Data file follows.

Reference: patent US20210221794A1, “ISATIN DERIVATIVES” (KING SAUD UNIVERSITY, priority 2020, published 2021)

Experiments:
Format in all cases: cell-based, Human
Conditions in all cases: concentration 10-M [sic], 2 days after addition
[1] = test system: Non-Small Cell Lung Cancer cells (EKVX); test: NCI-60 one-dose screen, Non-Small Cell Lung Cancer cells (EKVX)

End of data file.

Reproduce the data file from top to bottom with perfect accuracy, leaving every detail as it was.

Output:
Reference: patent US20210221794A1, “ISATIN DERIVATIVES” (KING SAUD UNIVERSITY, priority 2020, published 2021)

Experiments:
Format in all cases: cell-based, Human
Conditions in all cases: concentration 10-M [sic], 2 days after addition
[1] = test system: Non-Small Cell Lung Cancer cells (EKVX); test: NCI-60 one-dose screen, Non-Small Cell Lung Cancer cells (EKVX)